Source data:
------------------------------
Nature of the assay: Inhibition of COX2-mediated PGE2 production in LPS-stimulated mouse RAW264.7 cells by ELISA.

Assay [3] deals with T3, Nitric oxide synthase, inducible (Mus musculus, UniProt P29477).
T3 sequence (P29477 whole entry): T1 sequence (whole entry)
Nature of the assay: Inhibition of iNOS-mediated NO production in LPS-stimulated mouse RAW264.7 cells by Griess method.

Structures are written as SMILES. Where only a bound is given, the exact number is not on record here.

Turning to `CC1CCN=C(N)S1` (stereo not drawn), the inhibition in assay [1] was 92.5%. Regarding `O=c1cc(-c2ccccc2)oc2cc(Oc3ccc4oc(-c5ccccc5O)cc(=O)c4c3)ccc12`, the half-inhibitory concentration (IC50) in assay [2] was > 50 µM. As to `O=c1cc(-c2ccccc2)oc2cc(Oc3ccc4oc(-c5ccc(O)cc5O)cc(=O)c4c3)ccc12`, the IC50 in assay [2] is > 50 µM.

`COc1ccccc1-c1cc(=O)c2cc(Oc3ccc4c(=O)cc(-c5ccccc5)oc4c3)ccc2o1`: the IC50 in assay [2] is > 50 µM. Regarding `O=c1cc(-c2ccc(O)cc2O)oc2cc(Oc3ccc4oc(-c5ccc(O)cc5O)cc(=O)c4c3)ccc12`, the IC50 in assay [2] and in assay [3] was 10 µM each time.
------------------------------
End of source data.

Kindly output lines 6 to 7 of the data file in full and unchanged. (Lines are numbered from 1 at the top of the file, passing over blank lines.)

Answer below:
Turning to `CC1CCN=C(N)S1` (stereo not drawn), the inhibition in assay [1] was 92.5%. Regarding `O=c1cc(-c2ccccc2)oc2cc(Oc3ccc4oc(-c5ccccc5O)cc(=O)c4c3)ccc12`, the half-inhibitory concentration (IC50) in assay [2] was > 50 µM. As to `O=c1cc(-c2ccccc2)oc2cc(Oc3ccc4oc(-c5ccc(O)cc5O)cc(=O)c4c3)ccc12`, the IC50 in assay [2] is > 50 µM.

`COc1ccccc1-c1cc(=O)c2cc(Oc3ccc4c(=O)cc(-c5ccccc5)oc4c3)ccc2o1`: the IC50 in assay [2] is > 50 µM. Regarding `O=c1cc(-c2ccc(O)cc2O)oc2cc(Oc3ccc4oc(-c5ccc(O)cc5O)cc(=O)c4c3)ccc12`, the IC50 in assay [2] and in assay [3] was 10 µM each time.